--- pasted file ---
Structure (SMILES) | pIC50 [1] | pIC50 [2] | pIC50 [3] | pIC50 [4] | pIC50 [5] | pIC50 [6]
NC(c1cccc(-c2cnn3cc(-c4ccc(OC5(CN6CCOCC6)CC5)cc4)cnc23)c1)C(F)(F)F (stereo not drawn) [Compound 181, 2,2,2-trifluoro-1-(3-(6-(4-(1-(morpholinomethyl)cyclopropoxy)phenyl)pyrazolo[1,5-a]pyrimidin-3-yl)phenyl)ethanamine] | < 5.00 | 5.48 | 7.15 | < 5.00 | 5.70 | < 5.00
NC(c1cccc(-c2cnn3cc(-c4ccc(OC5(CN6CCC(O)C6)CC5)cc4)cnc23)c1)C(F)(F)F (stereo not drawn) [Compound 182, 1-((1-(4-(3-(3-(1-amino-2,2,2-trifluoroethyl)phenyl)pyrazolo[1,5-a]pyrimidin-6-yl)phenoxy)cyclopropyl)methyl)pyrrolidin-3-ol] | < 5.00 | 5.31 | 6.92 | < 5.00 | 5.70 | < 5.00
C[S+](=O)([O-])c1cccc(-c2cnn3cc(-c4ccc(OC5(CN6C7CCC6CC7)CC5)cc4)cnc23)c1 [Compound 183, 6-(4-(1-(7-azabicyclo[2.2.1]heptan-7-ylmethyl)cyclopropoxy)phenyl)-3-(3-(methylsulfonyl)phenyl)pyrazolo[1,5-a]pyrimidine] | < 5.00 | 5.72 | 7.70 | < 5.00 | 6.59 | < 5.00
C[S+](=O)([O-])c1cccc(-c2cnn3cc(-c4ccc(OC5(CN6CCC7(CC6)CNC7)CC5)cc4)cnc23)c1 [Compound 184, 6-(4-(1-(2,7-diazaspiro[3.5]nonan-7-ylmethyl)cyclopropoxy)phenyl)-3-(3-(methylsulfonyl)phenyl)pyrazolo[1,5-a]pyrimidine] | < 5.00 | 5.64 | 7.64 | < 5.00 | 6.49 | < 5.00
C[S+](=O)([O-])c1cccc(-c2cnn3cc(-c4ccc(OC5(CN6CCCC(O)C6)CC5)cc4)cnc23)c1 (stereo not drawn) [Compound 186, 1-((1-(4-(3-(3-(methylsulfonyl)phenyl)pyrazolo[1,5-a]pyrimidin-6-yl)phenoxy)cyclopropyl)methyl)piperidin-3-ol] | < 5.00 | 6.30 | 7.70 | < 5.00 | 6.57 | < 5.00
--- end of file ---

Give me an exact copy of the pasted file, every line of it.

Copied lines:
Structure (SMILES) | pIC50 [1] | pIC50 [2] | pIC50 [3] | pIC50 [4] | pIC50 [5] | pIC50 [6]
NC(c1cccc(-c2cnn3cc(-c4ccc(OC5(CN6CCOCC6)CC5)cc4)cnc23)c1)C(F)(F)F (stereo not drawn) [Compound 181, 2,2,2-trifluoro-1-(3-(6-(4-(1-(morpholinomethyl)cyclopropoxy)phenyl)pyrazolo[1,5-a]pyrimidin-3-yl)phenyl)ethanamine] | < 5.00 | 5.48 | 7.15 | < 5.00 | 5.70 | < 5.00
NC(c1cccc(-c2cnn3cc(-c4ccc(OC5(CN6CCC(O)C6)CC5)cc4)cnc23)c1)C(F)(F)F (stereo not drawn) [Compound 182, 1-((1-(4-(3-(3-(1-amino-2,2,2-trifluoroethyl)phenyl)pyrazolo[1,5-a]pyrimidin-6-yl)phenoxy)cyclopropyl)methyl)pyrrolidin-3-ol] | < 5.00 | 5.31 | 6.92 | < 5.00 | 5.70 | < 5.00
C[S+](=O)([O-])c1cccc(-c2cnn3cc(-c4ccc(OC5(CN6C7CCC6CC7)CC5)cc4)cnc23)c1 [Compound 183, 6-(4-(1-(7-azabicyclo[2.2.1]heptan-7-ylmethyl)cyclopropoxy)phenyl)-3-(3-(methylsulfonyl)phenyl)pyrazolo[1,5-a]pyrimidine] | < 5.00 | 5.72 | 7.70 | < 5.00 | 6.59 | < 5.00
C[S+](=O)([O-])c1cccc(-c2cnn3cc(-c4ccc(OC5(CN6CCC7(CC6)CNC7)CC5)cc4)cnc23)c1 [Compound 184, 6-(4-(1-(2,7-diazaspiro[3.5]nonan-7-ylmethyl)cyclopropoxy)phenyl)-3-(3-(methylsulfonyl)phenyl)pyrazolo[1,5-a]pyrimidine] | < 5.00 | 5.64 | 7.64 | < 5.00 | 6.49 | < 5.00
C[S+](=O)([O-])c1cccc(-c2cnn3cc(-c4ccc(OC5(CN6CCCC(O)C6)CC5)cc4)cnc23)c1 (stereo not drawn) [Compound 186, 1-((1-(4-(3-(3-(methylsulfonyl)phenyl)pyrazolo[1,5-a]pyrimidin-6-yl)phenoxy)cyclopropyl)methyl)piperidin-3-ol] | < 5.00 | 6.30 | 7.70 | < 5.00 | 6.57 | < 5.00